"Farmers spend time sweating the details, worrying about the weather, making smart choices about seeds and breeding and working hard to avoid a bad crop. Hunters, on the other hand, have long periods of distracted noticing interrupted by brief moments of frenzied panic," Seth says.Seth's post works out some implications for marketers and educators. I think his analysis speaks to us in the faith community, as well.
In its institutional form, the church would lean toward the farming side. And not just metaphorically, even though Jesus used a lot of agricultural images talking to people who grew olives and figs, tended sheep, and netted fish.
The institution's role is to plant the seed of the Gospel and be concerned with ensuring a continued crop of new believers. It has to worry about the cultural weather and make smart choices about the strategies and tactics it will use to do so. That is a holy and valuable work for the kingdom, and I support it.
As Seth notes, it's not crazy to think that not everyone approaches their faith as a farmer. Institutions tend to forge hammers and then start looking at everyone and everything as a nail. Seth uses an example from education -- "medicating kids who might be better at hunting so that they can sit quietly in a school designed to teach farming doesn't make a lot of sense" -- but governments, non-profits and churches do the same.
There are many people who approach faith and their relationship with the Holy as hunters (a better term than seekers, I think, because most people I know in this category are driven in this regard). We scan our environment looking for the places and people and events in which the Spirit is active, not just for truths and ideas about God. When we find those spaces we can drop everything to "pounce" -- to explore what the Spirit is up to and join in. We may not be as good at tilling the fields of religious life, listening to sermons waiting for God to speak (which Brian McLaren points out is a spiritual discipline), serving on committees, perpetuating institutions.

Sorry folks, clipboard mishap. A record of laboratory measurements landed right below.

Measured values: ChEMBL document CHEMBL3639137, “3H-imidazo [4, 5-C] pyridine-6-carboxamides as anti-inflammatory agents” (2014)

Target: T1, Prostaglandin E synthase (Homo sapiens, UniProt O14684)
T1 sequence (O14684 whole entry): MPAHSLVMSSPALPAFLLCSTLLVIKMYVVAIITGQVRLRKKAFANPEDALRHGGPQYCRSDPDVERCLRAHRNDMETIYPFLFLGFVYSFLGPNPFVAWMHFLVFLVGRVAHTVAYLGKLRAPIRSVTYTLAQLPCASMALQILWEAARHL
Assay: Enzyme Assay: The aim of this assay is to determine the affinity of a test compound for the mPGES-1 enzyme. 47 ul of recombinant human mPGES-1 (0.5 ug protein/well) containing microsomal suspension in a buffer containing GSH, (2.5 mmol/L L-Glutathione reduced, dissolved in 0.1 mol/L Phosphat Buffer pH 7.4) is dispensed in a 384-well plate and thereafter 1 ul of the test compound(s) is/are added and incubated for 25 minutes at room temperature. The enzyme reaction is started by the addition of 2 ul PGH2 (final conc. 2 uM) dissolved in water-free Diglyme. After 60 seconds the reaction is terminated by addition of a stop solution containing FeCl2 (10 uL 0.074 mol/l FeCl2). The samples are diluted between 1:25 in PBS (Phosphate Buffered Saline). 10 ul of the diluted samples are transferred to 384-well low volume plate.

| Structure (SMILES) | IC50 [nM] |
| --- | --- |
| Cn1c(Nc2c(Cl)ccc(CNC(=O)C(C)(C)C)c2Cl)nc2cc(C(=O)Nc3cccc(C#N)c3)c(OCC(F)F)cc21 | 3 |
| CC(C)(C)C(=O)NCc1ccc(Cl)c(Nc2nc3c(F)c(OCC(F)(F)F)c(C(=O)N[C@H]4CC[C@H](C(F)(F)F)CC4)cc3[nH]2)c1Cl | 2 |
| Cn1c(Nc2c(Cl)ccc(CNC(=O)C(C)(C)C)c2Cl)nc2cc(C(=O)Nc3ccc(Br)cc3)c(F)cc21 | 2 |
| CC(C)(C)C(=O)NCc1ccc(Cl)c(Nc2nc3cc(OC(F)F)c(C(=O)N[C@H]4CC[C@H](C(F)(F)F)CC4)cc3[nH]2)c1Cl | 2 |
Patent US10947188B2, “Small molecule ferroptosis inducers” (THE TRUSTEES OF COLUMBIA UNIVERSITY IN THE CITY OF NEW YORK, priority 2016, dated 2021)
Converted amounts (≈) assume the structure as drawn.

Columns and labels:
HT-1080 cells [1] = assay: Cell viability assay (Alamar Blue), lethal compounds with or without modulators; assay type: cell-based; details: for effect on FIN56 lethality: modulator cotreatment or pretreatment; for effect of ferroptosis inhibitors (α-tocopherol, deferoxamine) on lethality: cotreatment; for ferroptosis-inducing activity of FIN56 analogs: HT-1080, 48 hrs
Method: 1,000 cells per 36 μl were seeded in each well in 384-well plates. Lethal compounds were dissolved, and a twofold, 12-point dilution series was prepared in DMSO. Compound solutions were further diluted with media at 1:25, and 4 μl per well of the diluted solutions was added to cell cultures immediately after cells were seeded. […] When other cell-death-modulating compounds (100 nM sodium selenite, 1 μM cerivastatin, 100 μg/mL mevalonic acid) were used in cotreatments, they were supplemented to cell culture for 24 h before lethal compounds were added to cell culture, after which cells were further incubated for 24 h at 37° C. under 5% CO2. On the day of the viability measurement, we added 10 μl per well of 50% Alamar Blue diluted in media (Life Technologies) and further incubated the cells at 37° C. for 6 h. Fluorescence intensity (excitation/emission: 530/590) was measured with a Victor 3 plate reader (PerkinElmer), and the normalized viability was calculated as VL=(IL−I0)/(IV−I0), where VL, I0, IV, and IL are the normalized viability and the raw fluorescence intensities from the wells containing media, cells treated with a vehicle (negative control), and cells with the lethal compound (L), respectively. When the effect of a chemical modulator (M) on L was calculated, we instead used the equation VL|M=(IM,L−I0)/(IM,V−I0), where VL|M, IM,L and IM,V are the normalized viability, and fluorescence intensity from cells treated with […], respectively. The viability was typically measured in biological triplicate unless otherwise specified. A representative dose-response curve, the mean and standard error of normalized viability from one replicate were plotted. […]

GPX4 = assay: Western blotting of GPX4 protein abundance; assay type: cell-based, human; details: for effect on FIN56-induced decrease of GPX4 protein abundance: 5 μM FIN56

The question is: Does the church look at "hunters" as a problem or an opportunity?
It occurs to me that this is what we are trying to do at Kairos Community. We're trying hard to be open to those who are watching and waiting and noticing and want to embrace the movements of the Spirit even if they don't buy the whole package. We serve side by side, people who "believe" and those who balk, and share our journeys and honor those that are not explicitly Christian as well as those that are. We're hunters and farmers. And we want to sharpen the hunter skills, to foster our awareness of how God is working in and around us every day, and learn to appreciate those moments of distracted noticing and movements of the Spirit amid daily life.
Many institutions are farmers. Think on these examples from Seth's post:
- Farmers don't dislike technology. They dislike failure. Technology that works is a boon.
- Farmers prefer productive meetings, hunters want to simply try stuff and see what happens.
- Hunters want a high-stakes mission, farmers want to avoid epic failure.
- A farmer often relies on other farmers in her peer group to be sure a purchase is riskless.
- The last hundred years of our economy favored smart farmers. It seems as though the next hundred are going to belong to the persistent hunters able to stick with it for the long haul.